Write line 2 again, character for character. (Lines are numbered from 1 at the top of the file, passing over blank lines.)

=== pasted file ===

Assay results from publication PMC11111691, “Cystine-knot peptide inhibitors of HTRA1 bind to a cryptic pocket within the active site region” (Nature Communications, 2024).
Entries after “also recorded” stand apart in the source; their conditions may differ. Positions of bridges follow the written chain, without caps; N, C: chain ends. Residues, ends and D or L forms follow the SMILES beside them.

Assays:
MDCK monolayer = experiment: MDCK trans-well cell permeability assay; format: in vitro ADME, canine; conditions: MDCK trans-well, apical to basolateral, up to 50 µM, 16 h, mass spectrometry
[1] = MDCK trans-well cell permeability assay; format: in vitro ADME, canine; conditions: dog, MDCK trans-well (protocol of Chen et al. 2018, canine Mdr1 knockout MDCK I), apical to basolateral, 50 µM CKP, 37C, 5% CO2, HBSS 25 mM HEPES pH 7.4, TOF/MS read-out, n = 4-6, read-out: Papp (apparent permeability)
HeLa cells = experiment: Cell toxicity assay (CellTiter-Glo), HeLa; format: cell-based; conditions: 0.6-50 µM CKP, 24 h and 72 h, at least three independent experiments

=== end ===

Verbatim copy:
Entries after “also recorded” stand apart in the source; their conditions may differ. Positions of bridges follow the written chain, without caps; N, C: chain ends. Residues, ends and D or L forms follow the SMILES beside them.